Law enforcement may no longer be able to unlock iPhones protected with Touch ID or Face ID using hacking boxes, as the latest software update delivered by Apple renders these devices useless.
GrayKey, one of the devices that could hack into an iPhone, is no longer capable of accessing encrypted data stored on the phone.
Previously, Grayshift, the company that builds this hacking box, sold it to police authorities in the United States in order to be used on breaking into iPhones involved in criminal investigations. It was believed that GrayKey exploited an unknown vulnerability in iOS that allowed the device to extract the full contents of an iPhone even if a password was put in place.
However, it looks like Apple has finally discovered the security that GrayKey was taking advantage of, and the most recent iOS 12 update patches it.
Hacking box no longer effective
This means the hacking box can only extract data that is not encrypted on an iPhone and which does not include personal user files. A report from Forbes indicates that information like metadata, file sizes, and folder structures remain available to GrayKey.
While Apple has remained completely tight-lipped on its efforts to block GrayKey, Minnesota Police Captain of Rochester, John Sherwin, said in a short statement that the device can no longer extract files from iPhones updated to the latest version of iOS.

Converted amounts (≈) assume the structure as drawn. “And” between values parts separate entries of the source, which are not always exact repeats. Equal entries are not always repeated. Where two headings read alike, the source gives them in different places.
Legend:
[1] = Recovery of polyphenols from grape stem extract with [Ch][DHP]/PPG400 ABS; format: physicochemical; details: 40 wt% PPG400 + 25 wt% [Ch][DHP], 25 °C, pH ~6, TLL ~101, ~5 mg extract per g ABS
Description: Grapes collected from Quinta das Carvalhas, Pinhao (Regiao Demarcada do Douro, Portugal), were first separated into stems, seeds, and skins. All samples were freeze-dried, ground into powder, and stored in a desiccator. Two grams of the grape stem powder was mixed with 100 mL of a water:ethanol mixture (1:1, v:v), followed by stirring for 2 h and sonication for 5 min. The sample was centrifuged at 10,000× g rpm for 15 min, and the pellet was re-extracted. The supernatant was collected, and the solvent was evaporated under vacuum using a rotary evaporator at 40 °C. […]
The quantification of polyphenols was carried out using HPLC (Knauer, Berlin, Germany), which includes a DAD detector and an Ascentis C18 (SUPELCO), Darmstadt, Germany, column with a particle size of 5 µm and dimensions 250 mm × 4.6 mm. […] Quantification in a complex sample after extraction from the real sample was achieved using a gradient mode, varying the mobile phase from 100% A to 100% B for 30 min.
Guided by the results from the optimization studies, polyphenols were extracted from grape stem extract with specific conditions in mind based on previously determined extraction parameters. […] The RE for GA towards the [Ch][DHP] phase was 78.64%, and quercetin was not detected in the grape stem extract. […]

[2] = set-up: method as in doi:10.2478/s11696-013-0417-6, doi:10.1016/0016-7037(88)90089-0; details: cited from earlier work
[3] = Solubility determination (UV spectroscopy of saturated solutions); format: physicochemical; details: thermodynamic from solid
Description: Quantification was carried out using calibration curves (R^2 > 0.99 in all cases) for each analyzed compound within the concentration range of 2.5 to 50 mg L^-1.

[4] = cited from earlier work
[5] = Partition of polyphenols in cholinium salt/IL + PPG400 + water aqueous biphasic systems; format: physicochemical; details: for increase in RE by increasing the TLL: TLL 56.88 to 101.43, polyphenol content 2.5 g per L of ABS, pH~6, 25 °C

“That’s a fairly accurate assessment as to what we have experienced,” he briefly stated.
Grayshift’s efforts to break into iPhones will probably continue despite Apple allegedly resolving the exploited vulnerability, so it remains to be seen whether hacking boxes would still be effective on iPhones.
In the meantime, Apple keeps pushing for further security improvements on its devices, and iOS 12 comes with a dedicated option that would block hacking tools like GrayKey from connecting to an iPhone when the phone hasn’t been unlocked within the last hour.